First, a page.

I have decided I must write in snippets.
That cute little drawing up there is from my oldest boy. He is learning traditional Chinese Painting during one of his afternoon clubs at school. While it's nothing to go on about, I do like that they are teaching an actual skill... the proper way to hold the brush "just so, like this mom" and to make skinny strokes or broad strokes depending on the angle of the brush.
Then there is the panda of course. Pandas. Always Pandas. We live in the city of Pandas. It's quite famous and exotic. And for some reason, everyone and their mother spoke this to me as if it was some Great Comfort when we were moving here. "At least you'll get to see the Pandas," they would say in all seriousness. I would think, does the idea of seeing a Panda comfort you when you miss your family and friends? I think not. But they are cute and have a thumb and so I cheer on for the Pandas.
The Turkey Trot.
I somehow rallied a few school staff to join me in a China-side Turkey Trot last Thanksgiving. It's a personal family tradition, and now we're trying to bring it around the world. Well, not really but it's just a way to carry on my traditions, stay motivated to run, and have an excuse to bring people together and most importantly... design a tshirt. So the 2nd Annual Turkey Trot advertisements have gone into circulation.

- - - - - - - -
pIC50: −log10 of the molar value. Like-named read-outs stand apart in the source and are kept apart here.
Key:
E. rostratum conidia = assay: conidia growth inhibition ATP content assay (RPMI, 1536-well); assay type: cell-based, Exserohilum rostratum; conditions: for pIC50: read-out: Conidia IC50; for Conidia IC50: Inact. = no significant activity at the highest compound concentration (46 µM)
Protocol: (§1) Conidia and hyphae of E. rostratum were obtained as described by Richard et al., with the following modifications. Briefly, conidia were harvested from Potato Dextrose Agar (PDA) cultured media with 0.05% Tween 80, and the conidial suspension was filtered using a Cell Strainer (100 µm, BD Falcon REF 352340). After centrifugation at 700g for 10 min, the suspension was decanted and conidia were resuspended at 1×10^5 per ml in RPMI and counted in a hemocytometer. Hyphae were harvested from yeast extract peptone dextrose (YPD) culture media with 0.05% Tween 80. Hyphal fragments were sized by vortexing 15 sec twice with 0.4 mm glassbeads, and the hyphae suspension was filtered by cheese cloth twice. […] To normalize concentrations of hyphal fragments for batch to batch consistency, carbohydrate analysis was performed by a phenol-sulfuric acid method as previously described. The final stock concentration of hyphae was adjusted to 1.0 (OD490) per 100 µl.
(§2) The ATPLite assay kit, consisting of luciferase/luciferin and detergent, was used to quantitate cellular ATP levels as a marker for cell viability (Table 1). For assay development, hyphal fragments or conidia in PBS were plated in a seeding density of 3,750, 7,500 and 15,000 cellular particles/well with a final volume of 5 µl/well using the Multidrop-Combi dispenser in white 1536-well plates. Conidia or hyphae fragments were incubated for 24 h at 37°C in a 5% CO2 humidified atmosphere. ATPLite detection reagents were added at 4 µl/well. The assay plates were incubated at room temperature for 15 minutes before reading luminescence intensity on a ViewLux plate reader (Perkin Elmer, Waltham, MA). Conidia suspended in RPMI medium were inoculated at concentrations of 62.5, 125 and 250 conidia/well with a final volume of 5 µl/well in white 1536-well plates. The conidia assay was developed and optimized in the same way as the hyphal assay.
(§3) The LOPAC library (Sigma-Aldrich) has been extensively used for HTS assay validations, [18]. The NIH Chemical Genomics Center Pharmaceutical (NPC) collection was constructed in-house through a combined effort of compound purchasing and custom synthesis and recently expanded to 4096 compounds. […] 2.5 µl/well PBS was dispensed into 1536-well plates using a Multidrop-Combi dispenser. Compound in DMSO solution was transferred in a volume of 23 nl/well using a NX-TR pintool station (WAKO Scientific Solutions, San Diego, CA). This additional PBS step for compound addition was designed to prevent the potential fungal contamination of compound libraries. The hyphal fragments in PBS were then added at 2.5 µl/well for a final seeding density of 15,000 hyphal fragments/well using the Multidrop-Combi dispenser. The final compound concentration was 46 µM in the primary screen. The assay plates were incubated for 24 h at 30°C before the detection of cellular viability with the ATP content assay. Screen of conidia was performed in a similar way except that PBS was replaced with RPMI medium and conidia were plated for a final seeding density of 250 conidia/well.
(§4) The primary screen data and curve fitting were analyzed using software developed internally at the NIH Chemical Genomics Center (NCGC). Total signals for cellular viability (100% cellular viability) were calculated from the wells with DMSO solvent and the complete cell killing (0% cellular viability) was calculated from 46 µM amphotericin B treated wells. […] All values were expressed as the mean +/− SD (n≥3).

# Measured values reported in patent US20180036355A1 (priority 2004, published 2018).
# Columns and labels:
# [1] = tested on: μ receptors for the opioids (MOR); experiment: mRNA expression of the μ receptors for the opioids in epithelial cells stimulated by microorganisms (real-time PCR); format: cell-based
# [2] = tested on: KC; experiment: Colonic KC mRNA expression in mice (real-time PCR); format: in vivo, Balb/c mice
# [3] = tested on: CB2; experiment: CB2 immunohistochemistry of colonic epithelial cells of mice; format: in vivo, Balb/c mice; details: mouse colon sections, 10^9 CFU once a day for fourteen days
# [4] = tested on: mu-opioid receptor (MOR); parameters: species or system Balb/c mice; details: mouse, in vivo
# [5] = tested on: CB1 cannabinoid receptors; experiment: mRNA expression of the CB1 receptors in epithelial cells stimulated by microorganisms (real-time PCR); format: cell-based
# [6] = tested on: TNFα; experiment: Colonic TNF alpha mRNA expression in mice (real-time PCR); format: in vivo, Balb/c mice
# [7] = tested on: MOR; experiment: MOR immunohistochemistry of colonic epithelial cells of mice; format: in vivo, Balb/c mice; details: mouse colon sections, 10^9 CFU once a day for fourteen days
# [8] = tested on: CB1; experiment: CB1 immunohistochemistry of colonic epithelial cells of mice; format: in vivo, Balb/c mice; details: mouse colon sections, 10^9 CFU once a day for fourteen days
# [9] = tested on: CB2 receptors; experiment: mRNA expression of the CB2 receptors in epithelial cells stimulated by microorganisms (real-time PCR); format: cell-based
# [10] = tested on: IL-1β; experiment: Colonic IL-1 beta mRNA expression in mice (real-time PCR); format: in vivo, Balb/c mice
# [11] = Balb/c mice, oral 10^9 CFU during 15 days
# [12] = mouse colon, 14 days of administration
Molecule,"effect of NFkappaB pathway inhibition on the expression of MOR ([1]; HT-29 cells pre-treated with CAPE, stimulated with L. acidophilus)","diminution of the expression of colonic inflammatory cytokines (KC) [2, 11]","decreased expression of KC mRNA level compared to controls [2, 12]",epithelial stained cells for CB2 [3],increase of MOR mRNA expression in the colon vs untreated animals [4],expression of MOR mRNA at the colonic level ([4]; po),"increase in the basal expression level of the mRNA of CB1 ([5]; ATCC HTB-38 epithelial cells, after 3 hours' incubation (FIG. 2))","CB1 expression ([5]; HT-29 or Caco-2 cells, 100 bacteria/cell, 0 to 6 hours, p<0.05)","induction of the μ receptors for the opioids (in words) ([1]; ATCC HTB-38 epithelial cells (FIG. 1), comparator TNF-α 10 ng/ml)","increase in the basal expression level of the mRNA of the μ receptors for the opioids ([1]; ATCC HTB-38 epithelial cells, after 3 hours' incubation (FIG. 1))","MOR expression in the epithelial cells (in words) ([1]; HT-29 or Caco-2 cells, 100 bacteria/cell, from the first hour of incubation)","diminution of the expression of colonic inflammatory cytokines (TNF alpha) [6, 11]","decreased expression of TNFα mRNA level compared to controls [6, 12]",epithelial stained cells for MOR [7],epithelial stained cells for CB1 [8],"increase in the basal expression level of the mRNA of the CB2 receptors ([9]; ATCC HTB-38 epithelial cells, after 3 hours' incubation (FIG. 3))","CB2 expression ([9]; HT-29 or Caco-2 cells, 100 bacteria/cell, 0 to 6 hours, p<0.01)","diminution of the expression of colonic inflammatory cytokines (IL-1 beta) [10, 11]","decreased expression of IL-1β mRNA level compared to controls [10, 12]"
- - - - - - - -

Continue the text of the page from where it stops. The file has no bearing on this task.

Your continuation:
This Little Guy.
He's so sweet I tell you. Just so sweet.
It happened again tonight. I was surprised by how much I enjoyed my children. Or perhaps enjoyed is another word for: I wasn't yelling and frustrated, irritated or impatient, or wishing my day would just end. And my husband wasn't even home.
They all gathered around and I promise every single one of them was talking straight at me, needing me in some way. One was so intently explaining his plans to recruit, train, and organize a team of baseball players (made up of 1st and 2nd graders mind you) at the ever-important daily venue of recess. He was so intense I nearly started worrying if I would make the team myself. So, clearly he needed some input as to how not to scare off the rest of these kids who are from countries where baseball is about as familiar a word as fjwimenbryeuwor, as well as some encouragement so as not to deflate his enthusiasm or delight in something good like teamwork and being a leader. So there was him.
Then, my dearest daughter, who had been waiting so patiently for me to give her some lap reading time while I first fed the baby and listened to Baseball Fanatic, just couldn't handle it anymore and began shoving the book in front of my face, "read! read!"
Curls was cheering on his brother, piping in on the sidelines with anecdotes and commentary on different kids and their skill level and what should be done with them according to the Fanatical Plan to Have Baseball Take Over Recess.
There was a lot of homework. A lot of Chinese characters to be learned and read and copied. An antsy, drooling baby who no longer sits still but can't crawl or sit on his own yet. A girl with a marker and a refusal to be left out of any situation. It could have been a mess. But it wasn't, and I was pleasantly, gratefully, surprised.